The great hypnotist Professor Montserrat has developed a technique for controlling the minds, and sharing the sensations, of his subjects. He and his wife Estelle test the technique on Mike Roscoe, and enjoy 'being' the younger man. But Estelle soon grows to love the power of controlling Roscoe, and the vicarious pleasures that provides. How far will she go, and can the Professor restrain her in time?Written by
Kieron O'Hara <email@example.com>
The film features the actor Ivor Dean who appeared regularly in the original Saint TV series and Ian Ogilvy who appeared as the Saint in the reboot the Return of the Saint. See more »
In the car chase near the end of the movie, Mike, in the Jaguar, is pursued by a police car. In the front seat of the police car are two uniformed cops on the outside and the girlfriend in the center. In the back seat, the detective in the trench coat is on the left, the mechanic is on the right, and another uniformed cop in the center. After Mike hits the brakes and the cop car overshoots an intersection, Mike speeds off. However, when the police car backs up and resumes the chase, only the detective is visible in the back seat. The mechanic and one uniformed cop are not visible as the car backs up and speeds after Mike. See more »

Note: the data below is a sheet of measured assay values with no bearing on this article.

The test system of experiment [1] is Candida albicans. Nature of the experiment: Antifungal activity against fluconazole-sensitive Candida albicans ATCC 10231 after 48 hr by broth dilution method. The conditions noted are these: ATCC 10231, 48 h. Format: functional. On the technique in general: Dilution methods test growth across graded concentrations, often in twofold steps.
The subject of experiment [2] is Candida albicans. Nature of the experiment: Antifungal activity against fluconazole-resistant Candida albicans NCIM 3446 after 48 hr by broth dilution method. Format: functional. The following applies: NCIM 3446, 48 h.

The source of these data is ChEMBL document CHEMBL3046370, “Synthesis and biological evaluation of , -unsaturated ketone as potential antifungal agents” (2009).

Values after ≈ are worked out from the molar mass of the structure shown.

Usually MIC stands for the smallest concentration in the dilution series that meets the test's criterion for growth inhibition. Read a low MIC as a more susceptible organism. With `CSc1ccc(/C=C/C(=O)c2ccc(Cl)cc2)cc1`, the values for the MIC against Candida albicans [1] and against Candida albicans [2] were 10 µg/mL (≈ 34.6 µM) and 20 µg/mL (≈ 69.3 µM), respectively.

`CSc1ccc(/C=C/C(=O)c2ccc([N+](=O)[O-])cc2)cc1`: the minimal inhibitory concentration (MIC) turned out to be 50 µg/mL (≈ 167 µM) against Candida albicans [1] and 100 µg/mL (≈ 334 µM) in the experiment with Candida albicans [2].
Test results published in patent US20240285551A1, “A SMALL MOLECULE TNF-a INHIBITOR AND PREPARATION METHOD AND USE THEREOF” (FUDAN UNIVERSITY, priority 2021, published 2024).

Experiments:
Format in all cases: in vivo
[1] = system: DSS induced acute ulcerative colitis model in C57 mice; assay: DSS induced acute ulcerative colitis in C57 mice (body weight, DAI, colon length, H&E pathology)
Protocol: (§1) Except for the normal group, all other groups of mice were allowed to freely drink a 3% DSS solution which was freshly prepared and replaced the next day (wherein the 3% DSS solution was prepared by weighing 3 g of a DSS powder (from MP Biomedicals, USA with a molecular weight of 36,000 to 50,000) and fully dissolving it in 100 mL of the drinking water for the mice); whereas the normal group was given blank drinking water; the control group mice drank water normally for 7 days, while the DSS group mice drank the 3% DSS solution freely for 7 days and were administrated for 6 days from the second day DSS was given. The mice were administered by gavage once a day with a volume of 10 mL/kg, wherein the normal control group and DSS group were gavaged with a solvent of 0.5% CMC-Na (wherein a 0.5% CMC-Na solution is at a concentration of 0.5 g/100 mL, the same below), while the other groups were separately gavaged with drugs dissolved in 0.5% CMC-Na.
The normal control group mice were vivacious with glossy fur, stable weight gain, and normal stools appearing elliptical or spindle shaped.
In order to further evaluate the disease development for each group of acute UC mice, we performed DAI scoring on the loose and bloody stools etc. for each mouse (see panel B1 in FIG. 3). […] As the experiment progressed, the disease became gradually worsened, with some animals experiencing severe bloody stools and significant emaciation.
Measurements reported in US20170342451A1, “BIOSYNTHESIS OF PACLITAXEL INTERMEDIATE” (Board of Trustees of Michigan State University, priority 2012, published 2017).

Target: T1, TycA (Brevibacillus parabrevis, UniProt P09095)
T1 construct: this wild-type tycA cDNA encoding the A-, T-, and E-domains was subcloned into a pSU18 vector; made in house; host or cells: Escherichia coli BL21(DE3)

The aged Karloff stars as a disgraced hypnotist, eager to try out his new thought transferal device at the urge of his domineering wife (Lacey). Finding an ideal subject in a jaded youth (Ogilvy), the couple discover they can vicariously experience his every sensation while controlling his actions. Karloff wishes his invention to be used for the crippled and elderly to take a virtual vacation, while his wife revels in the thrill of committing various crimes through the young man. Her wishes increase from theft to murder. After she has successfully shattered Ogilvy's life and relationships, it boils down to a battle of wits between the two for control of the young man's psyche. It plays like an episode of the original Outer Limits series, with the couple's venture into realms man was not meant to explore, and tragic denouement although there is no Control Voice to lull us back to normality or offer a moral here.
Michael Reeves made one other film, the stunning Witchfinder General before taking his own life at the age of twenty-five. Who knows what the film's enfant terrible director might have accomplished had he lived? From subtle tricks of lighting, and the use of a story that fits the budget, to imaginative shots and an emphasis on action, it contains all the elements today's independent filmmakers should take note of. It is worth noting Ogilvy would later take on the role of mad scientist involved in mind control techniques in Fugitive Mind.
While dated in many aspects, it's a shame this film is all but forgotten, and unavailable commercially.
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